• Give your children a material and observe how they use it, what can you add to make the experience fuller or to extend their interest?
  • Use age-appropriate materials like chunky crayons, no markers, non-toxic paint, play dough, contact paper, tissue paper.

What at-home projects you would recommend for children ages 3-5?

  • Collaging
  • Cutting (an important fine motor skill)
  • Drawing pictures and describing the image
  • Telling a story about their art
  • Bookmaking
  • Junk art with material from the recycling bin

What is your favorite aspect of teaching art to early learners and why?

It’s fun because you can learn about the child through their art. You learn if they mind getting messy and how they see the world around them. One student we had was so amazing with watercolors, every time we brought out the watercolors, she would paint the most amazing pictures. She struggles in other areas in the classroom but working with the paint gave her a confidence that was then reflected throughout the classroom.

You get to watch them create; we might not understand what they are painting or drawing but they do. For example, we might see a red circle but to them it’s a volcano. They get so excited about their creations.

Art is a form of expression, so it helps us be able to see deeper into their minds and what they find important. For example, we might give children wings, a body, black and yellow stripes of paper and glue and ask them to make a bee and to see the variations in what a bee will look like is amazing! Some kids focus on the stripes or the wings or even where they will place the eyes is fascinating.

Any other tips for incorporating art into children’s learning?

  • It’s not about the product it’s about the process!
  • Give them a provocation (example: have them draw a picture of their fish).
  • Take paper and crayons everywhere you go and have your child record what they see around them.
  • Have your child tell you a story about what they create.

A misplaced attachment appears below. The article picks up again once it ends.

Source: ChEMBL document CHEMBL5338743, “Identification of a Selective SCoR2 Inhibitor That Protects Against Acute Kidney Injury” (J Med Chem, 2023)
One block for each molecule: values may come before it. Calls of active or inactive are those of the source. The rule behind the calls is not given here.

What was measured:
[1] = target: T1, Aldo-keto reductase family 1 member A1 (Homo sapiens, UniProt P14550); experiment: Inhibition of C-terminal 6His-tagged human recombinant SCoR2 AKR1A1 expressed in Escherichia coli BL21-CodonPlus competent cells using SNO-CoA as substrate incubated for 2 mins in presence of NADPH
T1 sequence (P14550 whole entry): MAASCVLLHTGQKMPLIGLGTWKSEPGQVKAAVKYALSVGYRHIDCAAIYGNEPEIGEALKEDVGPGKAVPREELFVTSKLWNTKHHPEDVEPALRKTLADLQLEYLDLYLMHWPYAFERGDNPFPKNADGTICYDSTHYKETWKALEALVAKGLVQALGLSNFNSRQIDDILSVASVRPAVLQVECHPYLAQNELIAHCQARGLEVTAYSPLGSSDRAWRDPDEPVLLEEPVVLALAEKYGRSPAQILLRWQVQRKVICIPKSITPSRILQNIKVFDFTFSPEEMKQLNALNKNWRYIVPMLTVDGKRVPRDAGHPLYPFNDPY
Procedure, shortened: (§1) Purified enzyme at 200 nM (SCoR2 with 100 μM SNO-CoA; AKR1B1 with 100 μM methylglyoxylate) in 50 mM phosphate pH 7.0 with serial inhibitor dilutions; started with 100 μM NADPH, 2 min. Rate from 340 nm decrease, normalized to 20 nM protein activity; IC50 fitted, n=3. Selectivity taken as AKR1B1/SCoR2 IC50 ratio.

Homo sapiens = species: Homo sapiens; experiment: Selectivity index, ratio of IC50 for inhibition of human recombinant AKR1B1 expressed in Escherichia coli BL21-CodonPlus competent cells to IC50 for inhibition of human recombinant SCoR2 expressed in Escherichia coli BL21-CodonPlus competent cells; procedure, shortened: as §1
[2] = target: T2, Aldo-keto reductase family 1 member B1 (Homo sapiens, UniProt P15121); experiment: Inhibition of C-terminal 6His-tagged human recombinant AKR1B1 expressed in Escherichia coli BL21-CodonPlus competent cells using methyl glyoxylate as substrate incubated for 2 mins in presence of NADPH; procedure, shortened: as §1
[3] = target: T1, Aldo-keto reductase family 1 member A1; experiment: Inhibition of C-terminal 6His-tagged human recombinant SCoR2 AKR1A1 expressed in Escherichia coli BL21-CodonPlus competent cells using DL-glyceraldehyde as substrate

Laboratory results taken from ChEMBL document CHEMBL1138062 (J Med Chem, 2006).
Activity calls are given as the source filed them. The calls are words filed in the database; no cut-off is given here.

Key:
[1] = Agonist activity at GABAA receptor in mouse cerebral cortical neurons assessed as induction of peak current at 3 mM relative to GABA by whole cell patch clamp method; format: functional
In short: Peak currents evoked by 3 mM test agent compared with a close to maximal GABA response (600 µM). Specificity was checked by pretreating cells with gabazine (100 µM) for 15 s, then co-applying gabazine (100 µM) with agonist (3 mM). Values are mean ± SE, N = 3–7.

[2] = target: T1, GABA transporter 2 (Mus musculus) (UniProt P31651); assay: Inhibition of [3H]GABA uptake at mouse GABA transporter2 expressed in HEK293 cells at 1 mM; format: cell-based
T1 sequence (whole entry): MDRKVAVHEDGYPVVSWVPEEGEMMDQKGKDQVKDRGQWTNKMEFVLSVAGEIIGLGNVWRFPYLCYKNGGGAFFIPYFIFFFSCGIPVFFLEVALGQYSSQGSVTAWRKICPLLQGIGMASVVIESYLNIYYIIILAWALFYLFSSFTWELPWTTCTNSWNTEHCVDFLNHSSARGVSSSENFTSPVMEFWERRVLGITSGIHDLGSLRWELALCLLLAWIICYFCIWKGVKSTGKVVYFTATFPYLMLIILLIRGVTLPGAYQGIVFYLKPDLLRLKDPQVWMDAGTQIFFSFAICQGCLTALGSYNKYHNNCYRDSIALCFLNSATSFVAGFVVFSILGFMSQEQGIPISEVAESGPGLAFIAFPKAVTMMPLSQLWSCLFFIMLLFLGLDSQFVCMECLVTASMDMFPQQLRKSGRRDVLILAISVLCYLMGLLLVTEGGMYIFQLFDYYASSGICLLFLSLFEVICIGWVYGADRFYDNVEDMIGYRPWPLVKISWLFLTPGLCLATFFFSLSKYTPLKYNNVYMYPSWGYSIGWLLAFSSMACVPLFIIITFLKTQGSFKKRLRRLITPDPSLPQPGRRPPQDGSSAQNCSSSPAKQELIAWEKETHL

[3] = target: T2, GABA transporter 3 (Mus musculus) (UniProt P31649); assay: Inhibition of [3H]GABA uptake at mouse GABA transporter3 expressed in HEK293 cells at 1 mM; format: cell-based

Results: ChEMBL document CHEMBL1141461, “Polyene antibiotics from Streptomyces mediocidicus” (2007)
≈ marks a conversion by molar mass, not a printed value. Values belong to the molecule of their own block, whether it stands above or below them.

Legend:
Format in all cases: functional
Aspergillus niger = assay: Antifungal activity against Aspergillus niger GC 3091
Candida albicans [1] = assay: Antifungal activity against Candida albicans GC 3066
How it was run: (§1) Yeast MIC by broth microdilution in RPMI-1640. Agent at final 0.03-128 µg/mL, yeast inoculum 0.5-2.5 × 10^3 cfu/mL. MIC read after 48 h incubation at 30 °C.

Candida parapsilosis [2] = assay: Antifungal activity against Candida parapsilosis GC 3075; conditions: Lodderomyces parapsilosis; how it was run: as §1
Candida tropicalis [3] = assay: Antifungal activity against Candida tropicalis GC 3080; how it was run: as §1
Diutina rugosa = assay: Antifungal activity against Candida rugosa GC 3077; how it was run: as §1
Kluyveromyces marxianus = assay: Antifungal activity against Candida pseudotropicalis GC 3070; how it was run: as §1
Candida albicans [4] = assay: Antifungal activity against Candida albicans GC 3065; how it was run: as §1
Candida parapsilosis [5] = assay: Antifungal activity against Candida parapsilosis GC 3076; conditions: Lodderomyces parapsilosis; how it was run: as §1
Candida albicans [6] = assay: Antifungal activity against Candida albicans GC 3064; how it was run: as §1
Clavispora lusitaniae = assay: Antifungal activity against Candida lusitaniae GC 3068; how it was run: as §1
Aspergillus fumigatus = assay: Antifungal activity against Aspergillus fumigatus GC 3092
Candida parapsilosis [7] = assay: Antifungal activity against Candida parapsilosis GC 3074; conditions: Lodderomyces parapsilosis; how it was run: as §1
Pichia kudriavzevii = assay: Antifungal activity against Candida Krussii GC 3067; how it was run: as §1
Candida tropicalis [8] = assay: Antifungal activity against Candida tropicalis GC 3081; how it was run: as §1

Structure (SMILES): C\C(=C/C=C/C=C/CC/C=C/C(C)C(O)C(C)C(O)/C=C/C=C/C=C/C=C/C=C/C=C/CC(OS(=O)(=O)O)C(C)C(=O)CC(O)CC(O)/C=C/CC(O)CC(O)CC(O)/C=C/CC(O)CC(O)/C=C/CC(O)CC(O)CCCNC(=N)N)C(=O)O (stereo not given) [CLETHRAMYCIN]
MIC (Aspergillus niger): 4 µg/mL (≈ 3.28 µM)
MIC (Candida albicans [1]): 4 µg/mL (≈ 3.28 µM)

• Annaliese Newmeyer, M.Ed, has been a Mentor Coach and Lead Teacher at Educare Chicago for the past 9 years. Annaliese enjoys reading children’s books and gardening with children. She feels like it is important to teach children to take care of others and heal each other through actions rather than words.
  • Charlene Macklin has been a teacher at Educare Chicago for 9 years and is currently working on her PEL license at the University of Illinois Chicago. She enjoys arts and crafts and hands-on experiences to build children’s understanding of the world around them.
  • Lisa LaRue has been a teacher for over 25 years, and at Educare Chicago for 15 years. Her motto is, “We are a Classroom Community,” and she works to establish a cooperative community through learning. She is an expert in preparing children for kindergarten.

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By Joan Lombardi

Over the holidays, I heard the term metaverse across multiple media platforms. From TV talk shows and the news to newspaper articles, the concept was everywhere, and I wanted to understand what it means. Meta seems to have several meanings depending on how it is used – as a prefix it sometimes means transformation or transcending.  In the “tech world” the metaverse seems to be referring to some overarching system that would transcend the different parts that make up that world today.